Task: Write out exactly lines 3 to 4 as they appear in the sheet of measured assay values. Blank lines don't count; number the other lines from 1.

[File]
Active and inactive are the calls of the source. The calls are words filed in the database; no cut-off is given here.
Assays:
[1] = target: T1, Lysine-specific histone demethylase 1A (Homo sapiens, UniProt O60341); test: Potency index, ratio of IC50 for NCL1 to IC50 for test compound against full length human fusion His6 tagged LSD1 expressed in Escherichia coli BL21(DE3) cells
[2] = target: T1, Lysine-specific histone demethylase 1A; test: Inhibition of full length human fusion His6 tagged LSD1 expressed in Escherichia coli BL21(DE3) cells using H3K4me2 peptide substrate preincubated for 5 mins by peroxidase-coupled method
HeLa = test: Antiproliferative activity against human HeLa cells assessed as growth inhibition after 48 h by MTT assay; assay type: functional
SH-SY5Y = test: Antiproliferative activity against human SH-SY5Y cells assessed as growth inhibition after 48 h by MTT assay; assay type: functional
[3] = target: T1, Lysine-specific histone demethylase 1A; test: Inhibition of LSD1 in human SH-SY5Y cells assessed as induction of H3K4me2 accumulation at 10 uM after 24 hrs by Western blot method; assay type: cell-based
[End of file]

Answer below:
[1] = target: T1, Lysine-specific histone demethylase 1A (Homo sapiens, UniProt O60341); test: Potency index, ratio of IC50 for NCL1 to IC50 for test compound against full length human fusion His6 tagged LSD1 expressed in Escherichia coli BL21(DE3) cells
[2] = target: T1, Lysine-specific histone demethylase 1A; test: Inhibition of full length human fusion His6 tagged LSD1 expressed in Escherichia coli BL21(DE3) cells using H3K4me2 peptide substrate preincubated for 5 mins by peroxidase-coupled method